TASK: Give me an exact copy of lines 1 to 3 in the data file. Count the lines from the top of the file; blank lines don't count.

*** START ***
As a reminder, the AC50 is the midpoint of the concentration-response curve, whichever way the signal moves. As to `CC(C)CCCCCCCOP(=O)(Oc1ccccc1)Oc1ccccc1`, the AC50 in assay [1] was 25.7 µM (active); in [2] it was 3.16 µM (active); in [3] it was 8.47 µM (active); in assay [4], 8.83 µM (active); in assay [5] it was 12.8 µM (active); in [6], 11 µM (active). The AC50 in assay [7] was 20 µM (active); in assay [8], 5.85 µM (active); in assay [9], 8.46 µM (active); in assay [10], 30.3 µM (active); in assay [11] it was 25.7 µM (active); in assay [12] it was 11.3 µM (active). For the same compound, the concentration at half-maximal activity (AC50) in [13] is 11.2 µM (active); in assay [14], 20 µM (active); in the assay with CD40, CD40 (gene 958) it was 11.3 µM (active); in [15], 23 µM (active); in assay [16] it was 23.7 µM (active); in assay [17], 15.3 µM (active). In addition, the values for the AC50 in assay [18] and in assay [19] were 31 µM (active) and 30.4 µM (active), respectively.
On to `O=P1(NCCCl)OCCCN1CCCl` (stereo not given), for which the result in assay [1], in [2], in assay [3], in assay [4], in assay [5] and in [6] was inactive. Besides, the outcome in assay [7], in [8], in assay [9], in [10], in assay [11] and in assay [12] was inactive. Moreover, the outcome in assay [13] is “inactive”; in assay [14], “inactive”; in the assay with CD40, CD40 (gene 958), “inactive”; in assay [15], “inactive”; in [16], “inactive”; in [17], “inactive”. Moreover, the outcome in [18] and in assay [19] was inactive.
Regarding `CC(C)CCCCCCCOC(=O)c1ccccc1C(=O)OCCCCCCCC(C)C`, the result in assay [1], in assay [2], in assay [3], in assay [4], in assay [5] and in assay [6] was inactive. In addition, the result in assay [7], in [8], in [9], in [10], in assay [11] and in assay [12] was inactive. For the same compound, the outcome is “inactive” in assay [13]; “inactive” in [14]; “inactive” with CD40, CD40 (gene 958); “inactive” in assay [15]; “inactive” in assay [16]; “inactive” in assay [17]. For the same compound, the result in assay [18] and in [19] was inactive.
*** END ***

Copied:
As a reminder, the AC50 is the midpoint of the concentration-response curve, whichever way the signal moves. As to `CC(C)CCCCCCCOP(=O)(Oc1ccccc1)Oc1ccccc1`, the AC50 in assay [1] was 25.7 µM (active); in [2] it was 3.16 µM (active); in [3] it was 8.47 µM (active); in assay [4], 8.83 µM (active); in assay [5] it was 12.8 µM (active); in [6], 11 µM (active). The AC50 in assay [7] was 20 µM (active); in assay [8], 5.85 µM (active); in assay [9], 8.46 µM (active); in assay [10], 30.3 µM (active); in assay [11] it was 25.7 µM (active); in assay [12] it was 11.3 µM (active). For the same compound, the concentration at half-maximal activity (AC50) in [13] is 11.2 µM (active); in assay [14], 20 µM (active); in the assay with CD40, CD40 (gene 958) it was 11.3 µM (active); in [15], 23 µM (active); in assay [16] it was 23.7 µM (active); in assay [17], 15.3 µM (active). In addition, the values for the AC50 in assay [18] and in assay [19] were 31 µM (active) and 30.4 µM (active), respectively.
On to `O=P1(NCCCl)OCCCN1CCCl` (stereo not given), for which the result in assay [1], in [2], in assay [3], in assay [4], in assay [5] and in [6] was inactive. Besides, the outcome in assay [7], in [8], in assay [9], in [10], in assay [11] and in assay [12] was inactive. Moreover, the outcome in assay [13] is “inactive”; in assay [14], “inactive”; in the assay with CD40, CD40 (gene 958), “inactive”; in assay [15], “inactive”; in [16], “inactive”; in [17], “inactive”. Moreover, the outcome in [18] and in assay [19] was inactive.
Regarding `CC(C)CCCCCCCOC(=O)c1ccccc1C(=O)OCCCCCCCC(C)C`, the result in assay [1], in assay [2], in assay [3], in assay [4], in assay [5] and in assay [6] was inactive. In addition, the result in assay [7], in [8], in [9], in [10], in assay [11] and in assay [12] was inactive. For the same compound, the outcome is “inactive” in assay [13]; “inactive” in [14]; “inactive” with CD40, CD40 (gene 958); “inactive” in assay [15]; “inactive” in assay [16]; “inactive” in assay [17]. For the same compound, the result in assay [18] and in [19] was inactive.